This analysis might surprise many who think that Mississippi is the reddest state of the red (especially based on our statewide cavemen, er, elected officials). But several facts make it much more complicated than at first glance:
State Democrats have provided very few even-marginally-progressive options historically, giving younger and less-conservative choices to vote for, creating voter lethargy among those who might turn out and vote "blue" otherwise. That fact is actually changing this year, with several openly progressive (and female) Democrats getting at least some party support, instead of the pseudo-Republicans the party has tended to put up in the last 20 years.
More young people of all races are staying in Mississippi, and many of them are voting Democratic, and have since 2004.
Demographics, demographics, demographics. The irony of Mississippi being the state with the highest percentage of enslaved people in 1860 is that our state still has the highest percentage of African Americans and is more likely than much of Dixie to go blue first. Put simply, African Americans tend to vote Democratic, ever since the Republican Party embrace of Dixiecrats back in the late 1960s after national Dems supported civil-rights laws, and we have the highest percentage of black residents in the country.
And, let's be honest, even many Republicans don't want bat-shit-crazy Trump running this country.
Finally, to be honest again, a lot of white people like Clinton better than Obama (even if I'm not one of them).
So, there are no surprises here: Mississippi has been steadily trending blue for a while now. The question, as always, is: Will the people who can flip the state into the blue column turn out both this November (to save public-education funding and turn out a governor who makes us look like the most stuck-in-the-past state) and next November?
Time, and voter registration, will tell. Progressive (which is easy to be here by rejecting the radical right) Mississippians must find the will to stop giving up our power to sellouts to bigotry and backward ideas (and ideologues) to lift our state up. I've watched this will grow since we started this paper in 2002—and saw serious evidence of it when we turned back Personhood, shocking the nation—and I believe in upcoming elections we may well surprise the world once again. I've believed this was coming for nearly 15 years now.
Stay tuned and register to vote.
After the U.S. Supreme Court ruled in favor of same-sex marriage in the historic Obergefell v. Hodges case, several media outlets reverted and retreated to their ideological lines.
The Northeast Mississippi Daily Journal, has garnered national attention in an article by Robbie Ward, former DJ reporter, on the Huffington Post about their now-public stance on same-sex marriage. The third-largest newspaper in the state will not be publishing same-sex wedding or engagement announcements. In a Bible-based op-ed piece, publisher and CEO of Journal, Inc., Clay Foster wrote that "while this decision will require states to issue 'marriage' licenses to same-sex couples, this does not make it acceptable to God." It does not make it acceptable to Foster, either, who advised employees not to post their opinions on same-sex marriage on social media. Employees were also told that if they disagreed with or "didn't like" Foster's op-ed, they could leave.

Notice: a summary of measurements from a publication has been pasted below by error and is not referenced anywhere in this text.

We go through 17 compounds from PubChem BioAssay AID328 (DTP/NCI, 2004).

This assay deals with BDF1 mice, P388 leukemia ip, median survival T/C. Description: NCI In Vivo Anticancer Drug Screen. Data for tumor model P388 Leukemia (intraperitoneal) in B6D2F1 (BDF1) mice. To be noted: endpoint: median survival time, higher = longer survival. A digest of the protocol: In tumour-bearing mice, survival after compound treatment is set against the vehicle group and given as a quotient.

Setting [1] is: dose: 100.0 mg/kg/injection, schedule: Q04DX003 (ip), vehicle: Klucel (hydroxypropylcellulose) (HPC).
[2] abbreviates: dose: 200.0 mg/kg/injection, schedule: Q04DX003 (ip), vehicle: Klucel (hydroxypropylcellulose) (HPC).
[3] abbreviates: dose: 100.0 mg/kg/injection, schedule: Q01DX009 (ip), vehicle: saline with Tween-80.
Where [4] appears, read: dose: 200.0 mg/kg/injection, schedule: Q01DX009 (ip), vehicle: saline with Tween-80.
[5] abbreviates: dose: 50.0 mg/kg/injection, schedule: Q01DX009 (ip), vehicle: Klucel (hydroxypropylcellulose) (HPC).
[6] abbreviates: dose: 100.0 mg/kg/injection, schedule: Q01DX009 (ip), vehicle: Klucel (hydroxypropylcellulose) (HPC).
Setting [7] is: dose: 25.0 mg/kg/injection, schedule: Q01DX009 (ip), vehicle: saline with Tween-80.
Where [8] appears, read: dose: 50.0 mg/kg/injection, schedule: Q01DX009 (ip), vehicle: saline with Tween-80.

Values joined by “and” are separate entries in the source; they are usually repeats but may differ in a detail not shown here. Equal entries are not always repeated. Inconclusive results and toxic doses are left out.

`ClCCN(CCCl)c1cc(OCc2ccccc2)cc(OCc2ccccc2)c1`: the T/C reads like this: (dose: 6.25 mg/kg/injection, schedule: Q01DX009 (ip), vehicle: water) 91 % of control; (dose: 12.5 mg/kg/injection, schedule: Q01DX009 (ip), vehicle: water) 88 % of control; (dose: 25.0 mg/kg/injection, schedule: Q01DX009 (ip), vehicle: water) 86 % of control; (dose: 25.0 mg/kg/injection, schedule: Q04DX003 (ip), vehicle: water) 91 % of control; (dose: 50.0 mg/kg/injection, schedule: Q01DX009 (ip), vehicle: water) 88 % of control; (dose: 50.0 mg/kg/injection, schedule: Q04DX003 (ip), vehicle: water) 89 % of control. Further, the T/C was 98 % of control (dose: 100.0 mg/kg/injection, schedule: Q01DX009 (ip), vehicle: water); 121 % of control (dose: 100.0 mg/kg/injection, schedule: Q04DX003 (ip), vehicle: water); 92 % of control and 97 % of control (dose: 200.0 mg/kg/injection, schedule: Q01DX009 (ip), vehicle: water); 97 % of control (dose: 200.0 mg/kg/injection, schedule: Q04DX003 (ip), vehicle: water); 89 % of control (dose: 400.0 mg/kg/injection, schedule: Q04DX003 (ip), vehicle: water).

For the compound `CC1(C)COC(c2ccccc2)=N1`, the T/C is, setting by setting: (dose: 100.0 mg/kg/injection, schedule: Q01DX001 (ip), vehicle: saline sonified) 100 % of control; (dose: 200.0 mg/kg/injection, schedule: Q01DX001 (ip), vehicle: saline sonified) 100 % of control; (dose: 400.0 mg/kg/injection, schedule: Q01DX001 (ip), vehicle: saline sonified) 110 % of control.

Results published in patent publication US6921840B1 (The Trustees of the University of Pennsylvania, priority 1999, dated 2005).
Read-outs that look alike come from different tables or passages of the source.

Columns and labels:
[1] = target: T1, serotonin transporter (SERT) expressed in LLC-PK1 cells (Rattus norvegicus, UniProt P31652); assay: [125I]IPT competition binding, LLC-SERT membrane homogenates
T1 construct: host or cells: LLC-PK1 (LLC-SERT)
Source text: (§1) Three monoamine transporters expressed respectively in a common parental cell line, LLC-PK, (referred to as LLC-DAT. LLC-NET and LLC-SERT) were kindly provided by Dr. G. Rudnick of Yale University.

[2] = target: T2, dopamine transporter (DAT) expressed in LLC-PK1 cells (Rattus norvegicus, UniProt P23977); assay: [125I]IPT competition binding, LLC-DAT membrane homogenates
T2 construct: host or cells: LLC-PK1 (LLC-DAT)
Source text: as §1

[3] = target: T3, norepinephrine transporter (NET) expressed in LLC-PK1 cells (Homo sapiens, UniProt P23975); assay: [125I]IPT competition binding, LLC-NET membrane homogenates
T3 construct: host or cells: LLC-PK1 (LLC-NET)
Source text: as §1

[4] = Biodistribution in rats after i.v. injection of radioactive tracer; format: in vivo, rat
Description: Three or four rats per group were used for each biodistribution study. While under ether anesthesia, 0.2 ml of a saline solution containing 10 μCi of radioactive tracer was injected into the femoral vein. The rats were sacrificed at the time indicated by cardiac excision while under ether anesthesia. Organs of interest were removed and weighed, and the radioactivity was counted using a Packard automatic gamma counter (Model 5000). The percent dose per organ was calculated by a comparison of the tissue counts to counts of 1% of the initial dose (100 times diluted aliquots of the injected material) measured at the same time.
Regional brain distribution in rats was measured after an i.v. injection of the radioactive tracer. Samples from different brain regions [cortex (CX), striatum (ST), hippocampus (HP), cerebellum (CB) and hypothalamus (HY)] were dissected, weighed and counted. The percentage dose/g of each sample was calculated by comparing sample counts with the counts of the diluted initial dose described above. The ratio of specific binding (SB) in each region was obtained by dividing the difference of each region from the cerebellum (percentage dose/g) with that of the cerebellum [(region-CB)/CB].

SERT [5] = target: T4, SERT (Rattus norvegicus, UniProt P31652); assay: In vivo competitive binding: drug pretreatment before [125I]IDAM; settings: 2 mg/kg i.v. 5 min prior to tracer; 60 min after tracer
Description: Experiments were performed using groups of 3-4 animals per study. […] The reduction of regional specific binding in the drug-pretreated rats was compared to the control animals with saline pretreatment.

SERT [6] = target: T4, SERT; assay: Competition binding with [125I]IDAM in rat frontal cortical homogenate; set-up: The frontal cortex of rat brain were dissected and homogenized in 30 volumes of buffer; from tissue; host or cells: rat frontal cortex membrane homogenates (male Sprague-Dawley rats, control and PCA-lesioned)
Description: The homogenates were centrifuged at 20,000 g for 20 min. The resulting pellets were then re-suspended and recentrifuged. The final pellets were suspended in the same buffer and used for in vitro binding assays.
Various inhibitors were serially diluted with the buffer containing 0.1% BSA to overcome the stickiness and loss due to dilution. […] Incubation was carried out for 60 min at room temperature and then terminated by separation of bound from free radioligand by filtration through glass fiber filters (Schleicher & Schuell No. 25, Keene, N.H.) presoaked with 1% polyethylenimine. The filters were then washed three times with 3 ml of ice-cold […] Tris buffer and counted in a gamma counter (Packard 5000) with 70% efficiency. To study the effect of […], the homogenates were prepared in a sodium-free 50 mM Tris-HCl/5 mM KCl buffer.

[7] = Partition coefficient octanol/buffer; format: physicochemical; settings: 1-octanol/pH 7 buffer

The Huffington Post printed parts of an internal email sent to leaders at weekly publications from associate publisher, Charlotte Wolfe, that said, "Our job is to report the news objectively and we can't do this if we're also on social media sharing our opinions. We have a right to our opinions, but because we are so tightly connected to our newspaper products, we don't need to vocalize this on social media."
It appears that the Daily Journal is the only news outlet, thus far, in Mississippi that has taken such a hard political (or biblical) line against the Supreme Court's ruling, asking employees to stay silent on the issue even in their personal, public personas.
Other Mississippi newspapers are not following the Daily Journal's lead. The Huffington Post article reported the Clarion-Ledger, The Commercial Dispatch and Starkville Daily News will all (continue to) accept same-sex marriage and engagement announcements.
Jonathan Sanders Story: Clarion-Ledger He-Was-No-Angeled the Black Horse-and-Buggy Driver Killed by White CopBy R.L. Nave
Sadly, it was only a matter of time before it happened here in Mississippi--a black man was killed by a white cop amid mysterious circumstances and officials are trying to keep tensions from simmering.
It happened on late Wednesday night in tiny Stonewall when, according to various media outlets, a 39-year-old black man named Jonathan Sanders had some sort of altercation with a white officer named Kevin Herrington.
Stewart Parrish, an attorney Sanders had once hired to represent him on a case, told Meridian television WTOK that Sanders was riding in a buggy exercising his horses when Herrington stopped Sanders, initiating an altercation that ended in Sanders' death, reportedly by choking.